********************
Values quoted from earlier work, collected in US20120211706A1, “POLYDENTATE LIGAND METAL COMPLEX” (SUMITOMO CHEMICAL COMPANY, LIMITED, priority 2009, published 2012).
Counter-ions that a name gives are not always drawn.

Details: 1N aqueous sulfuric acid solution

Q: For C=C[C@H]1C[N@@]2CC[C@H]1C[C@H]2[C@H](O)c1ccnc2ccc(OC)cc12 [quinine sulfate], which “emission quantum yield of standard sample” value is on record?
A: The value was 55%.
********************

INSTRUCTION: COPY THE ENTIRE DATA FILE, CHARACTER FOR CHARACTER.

Values quoted from earlier work, collected in US20120211706A1, “POLYDENTATE LIGAND METAL COMPLEX” (SUMITOMO CHEMICAL COMPANY, LIMITED, priority 2009, published 2012).
Counter-ions that a name gives are not always drawn.

Details: 1N aqueous sulfuric acid solution

Q: For C=C[C@H]1C[N@@]2CC[C@H]1C[C@H]2[C@H](O)c1ccnc2ccc(OC)cc12 [quinine sulfate], which “emission quantum yield of standard sample” value is on record?
A: The value was 55%.